The Troostwood Community Garden is assisted by local organic grower John Kaiahua in conjunction with the Kansas City Center for Urban Agriculture. Kaiahua, who owns JJ Farms in Raytown, assists with the production and sales of the vegetables at a market stall on the corner of the lot. The season goes from May 20 through early October.
Wright says the garden is a community in and of itself. "We don't plant corn anymore because we found out that our community needs it more than we do," she said with a chuckle. “We don’t know if it was squirrels, raccoons, possums or birds, but we suspect a raccoon. The corn was neatly shucked and the husks left on the ground. “We have a strip of native Missouri prairie on the outside of the garden. The prairie attracts its own insects. So we really don’t have a bug problem in the garden. But we still wash everything. White butterflies are nobody’s friend.
“Each year we try to plant one thing the kids have never eaten before. Like yellow squash. We learned how to cook them too. It’s fun to hear a little girl tell her mother, ‘Oh Momma, try this!’ This year we planted radishes, lettuce, collards, peas, broccoli, sweet potatoes, beets, garlic, zucchini and bell peppers and, of course plenty of tomatoes, including ultrasonic tomatoes — they’re green zebra-striped.”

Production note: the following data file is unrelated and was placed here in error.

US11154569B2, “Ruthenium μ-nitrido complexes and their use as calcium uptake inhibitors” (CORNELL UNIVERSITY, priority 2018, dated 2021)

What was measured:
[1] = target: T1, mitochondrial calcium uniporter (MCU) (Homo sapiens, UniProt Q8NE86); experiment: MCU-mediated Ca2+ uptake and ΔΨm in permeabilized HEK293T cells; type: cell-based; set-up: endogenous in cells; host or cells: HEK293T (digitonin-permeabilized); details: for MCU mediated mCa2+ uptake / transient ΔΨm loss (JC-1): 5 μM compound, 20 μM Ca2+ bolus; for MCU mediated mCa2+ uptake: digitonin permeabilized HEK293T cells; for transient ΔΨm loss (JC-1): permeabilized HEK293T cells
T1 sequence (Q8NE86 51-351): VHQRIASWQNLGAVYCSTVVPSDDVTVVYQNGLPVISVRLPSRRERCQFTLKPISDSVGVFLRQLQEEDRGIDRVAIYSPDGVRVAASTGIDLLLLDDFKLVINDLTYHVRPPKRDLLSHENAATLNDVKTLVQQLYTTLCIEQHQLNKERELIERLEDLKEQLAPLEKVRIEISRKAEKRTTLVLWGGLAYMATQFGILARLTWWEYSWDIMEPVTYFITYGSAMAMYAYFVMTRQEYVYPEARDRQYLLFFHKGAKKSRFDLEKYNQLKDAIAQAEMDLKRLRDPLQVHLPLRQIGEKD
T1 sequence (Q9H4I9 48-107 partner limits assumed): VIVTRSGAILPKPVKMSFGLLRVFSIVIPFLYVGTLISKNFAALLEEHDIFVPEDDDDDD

Rockhurst University plans to allow Wright the use of the lot behind the community garden next year, which will double the planting area. The Wrights already use land owned by Wright’s mother to the north of the house for some of the produce.
The children are growing as well as the garden, Wright said. They are able to participate in a literacy program operated through Rockhurst, and each has an individual tutor. The kids have participated in basketball camps and attended several Royals baseball games. The interaction between the kids and adults and between diverse races in the neighborhood has helped break down stereotypes and racial barriers, Wright said.
“These kids want a future. They know you’re only as poor as you want to be.”
Wright said she has found her niche in life. “I really sleep well at night.”
This story was made available to Catholic Online by permission of The Catholic Key(http://catholickey.org/), official newspaper of the Diocese of Kansas City-St. Joseph, Mo.
This is an addition to my above post....This morning I was reading Dave's Garden and found this piece about the book The Secret Garden. This is a favorite book and movie of mine. I love the thought of a secret garden. Maybe you would like to check it out. http://davesgarden.com/guides/articles/